Most people working in Procurement and Supply Chain Management start out in a buyer assistance or expeditor type of role, welcome to the function! Usually they will be put in a box and given a very defined category and set of tasks to learn the ropes in the first instance.
From here, many will proceed up the hierarchy or possibly branch out into other areas. During this journey they will meet others working in different departments and learn what they get up to.
- Account payables when it comes to remedying supplier invoice queries
- Engineers and other end users discussing or challenging the specification requested
- Legal eagles to nail down the terms to use with suppliers and reduce risk into the organisation
- Marketing and sales department in assisting to get that optimal tender submission in on time
- Finance and senior management for budget reviews and control
Before they know it those same buyers, contract engineers, procurement supervisors, supply chain managers, along with the rest are interfacing with most department within the same organisation, as well as externally with suppliers. The amount of business exposure these role can offer is truly huge.
Often, what makes the difference between good people working in this function and great people is the ability to work with and understand other functions drivers. Where are they coming from and what satisfies them?
But where do you strike the balance with your time and effort between really getting to know your area in detail and leaving your department to get to know others? This can be a bit of a conundrum, especially if you have tight deadlines to satisfy.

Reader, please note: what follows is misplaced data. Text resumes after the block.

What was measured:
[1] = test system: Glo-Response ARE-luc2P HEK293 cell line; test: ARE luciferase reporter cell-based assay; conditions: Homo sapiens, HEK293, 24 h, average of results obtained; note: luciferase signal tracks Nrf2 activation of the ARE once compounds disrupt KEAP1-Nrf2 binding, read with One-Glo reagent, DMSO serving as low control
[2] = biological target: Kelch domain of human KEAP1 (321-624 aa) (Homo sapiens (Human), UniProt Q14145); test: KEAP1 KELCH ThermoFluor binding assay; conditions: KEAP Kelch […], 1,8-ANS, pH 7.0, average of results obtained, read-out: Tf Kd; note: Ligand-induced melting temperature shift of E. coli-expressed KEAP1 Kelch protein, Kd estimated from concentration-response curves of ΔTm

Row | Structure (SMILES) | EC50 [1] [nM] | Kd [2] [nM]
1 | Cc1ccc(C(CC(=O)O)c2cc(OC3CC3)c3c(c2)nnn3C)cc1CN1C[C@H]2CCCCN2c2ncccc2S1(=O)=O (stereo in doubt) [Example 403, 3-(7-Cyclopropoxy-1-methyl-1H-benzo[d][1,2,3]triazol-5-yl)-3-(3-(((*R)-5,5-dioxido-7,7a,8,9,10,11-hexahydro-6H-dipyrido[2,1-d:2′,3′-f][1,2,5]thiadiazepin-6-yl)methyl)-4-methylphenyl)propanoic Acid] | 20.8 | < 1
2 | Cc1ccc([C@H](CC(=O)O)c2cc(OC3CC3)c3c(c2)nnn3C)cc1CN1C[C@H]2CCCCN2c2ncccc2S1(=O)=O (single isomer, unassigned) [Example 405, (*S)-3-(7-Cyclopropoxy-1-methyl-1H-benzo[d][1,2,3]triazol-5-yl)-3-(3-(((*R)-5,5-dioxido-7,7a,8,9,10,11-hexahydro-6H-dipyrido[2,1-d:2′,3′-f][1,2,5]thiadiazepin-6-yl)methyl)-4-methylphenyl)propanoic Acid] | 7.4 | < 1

However, the latter is a critical and essential part of Procurement and Supply Chain to maximising its value to the organisation. Specialising and dedicating time only within Procurement or Supply Chain, and only within this area, can lead to
- The inability to see issues and challenges from other perspectives
- The creation of silo mentalities
- Creativity and innovation being extinguished
- Decisions being made that will effect and benefit only your department
- A lack of understanding of other functions objectives that may hit your own
It's not a case whether you can't afford the time, it's a case of you can't afford the time to not make an effort.
Getting to know each part of the organisation, even at the basic level, is just as important, if not more so, for Procurement and Supply Chain Management to make a difference.